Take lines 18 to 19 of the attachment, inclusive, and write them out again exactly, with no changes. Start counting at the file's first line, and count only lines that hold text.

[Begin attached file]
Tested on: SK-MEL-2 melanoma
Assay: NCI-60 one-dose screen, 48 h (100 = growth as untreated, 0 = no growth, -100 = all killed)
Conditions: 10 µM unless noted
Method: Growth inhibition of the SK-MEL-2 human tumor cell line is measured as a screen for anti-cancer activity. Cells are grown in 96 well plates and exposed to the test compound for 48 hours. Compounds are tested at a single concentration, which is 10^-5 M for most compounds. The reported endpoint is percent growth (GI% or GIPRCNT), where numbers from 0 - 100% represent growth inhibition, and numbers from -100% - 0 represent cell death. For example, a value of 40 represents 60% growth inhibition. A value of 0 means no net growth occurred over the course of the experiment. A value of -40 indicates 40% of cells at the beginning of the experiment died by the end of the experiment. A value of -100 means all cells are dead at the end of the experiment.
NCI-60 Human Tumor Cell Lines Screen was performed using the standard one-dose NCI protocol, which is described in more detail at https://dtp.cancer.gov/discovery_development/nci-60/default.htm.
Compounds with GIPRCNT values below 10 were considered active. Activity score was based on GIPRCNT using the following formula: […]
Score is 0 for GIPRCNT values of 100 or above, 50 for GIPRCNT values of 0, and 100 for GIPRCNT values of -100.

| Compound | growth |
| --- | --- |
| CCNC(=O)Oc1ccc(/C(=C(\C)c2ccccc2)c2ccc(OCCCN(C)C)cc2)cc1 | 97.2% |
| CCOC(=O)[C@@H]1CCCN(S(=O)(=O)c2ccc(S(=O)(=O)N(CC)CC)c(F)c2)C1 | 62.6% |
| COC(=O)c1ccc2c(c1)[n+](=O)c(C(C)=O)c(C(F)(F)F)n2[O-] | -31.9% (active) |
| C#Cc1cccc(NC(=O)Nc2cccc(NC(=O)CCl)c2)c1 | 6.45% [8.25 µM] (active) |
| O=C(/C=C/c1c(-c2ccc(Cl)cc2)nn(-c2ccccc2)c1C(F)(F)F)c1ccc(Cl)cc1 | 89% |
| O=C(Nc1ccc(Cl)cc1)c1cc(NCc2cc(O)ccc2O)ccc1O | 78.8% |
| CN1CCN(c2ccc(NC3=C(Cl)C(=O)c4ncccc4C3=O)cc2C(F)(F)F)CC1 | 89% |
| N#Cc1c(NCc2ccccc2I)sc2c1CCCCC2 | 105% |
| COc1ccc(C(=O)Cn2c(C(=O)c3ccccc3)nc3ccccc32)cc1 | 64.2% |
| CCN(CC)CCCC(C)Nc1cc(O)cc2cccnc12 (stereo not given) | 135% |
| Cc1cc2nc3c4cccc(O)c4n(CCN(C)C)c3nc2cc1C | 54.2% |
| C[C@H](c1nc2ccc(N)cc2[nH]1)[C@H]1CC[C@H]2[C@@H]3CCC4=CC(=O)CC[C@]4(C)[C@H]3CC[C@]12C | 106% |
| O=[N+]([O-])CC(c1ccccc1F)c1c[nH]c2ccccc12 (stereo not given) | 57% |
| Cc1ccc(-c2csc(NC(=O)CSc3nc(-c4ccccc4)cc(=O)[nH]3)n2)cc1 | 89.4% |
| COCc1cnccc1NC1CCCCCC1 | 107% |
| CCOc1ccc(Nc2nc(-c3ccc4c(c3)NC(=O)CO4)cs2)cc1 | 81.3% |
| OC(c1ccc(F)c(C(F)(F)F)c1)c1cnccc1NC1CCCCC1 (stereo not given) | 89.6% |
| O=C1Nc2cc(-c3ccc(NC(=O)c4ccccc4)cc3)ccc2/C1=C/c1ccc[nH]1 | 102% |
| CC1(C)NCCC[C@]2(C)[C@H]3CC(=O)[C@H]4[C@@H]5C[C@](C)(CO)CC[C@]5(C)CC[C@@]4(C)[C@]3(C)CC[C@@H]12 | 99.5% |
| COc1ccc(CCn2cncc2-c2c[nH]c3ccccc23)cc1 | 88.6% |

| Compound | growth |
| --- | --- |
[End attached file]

| COc1ccc(C(=O)Cn2c(C(=O)c3ccccc3)nc3ccccc32)cc1 | 64.2% |
| CCN(CC)CCCC(C)Nc1cc(O)cc2cccnc12 (stereo not given) | 135% |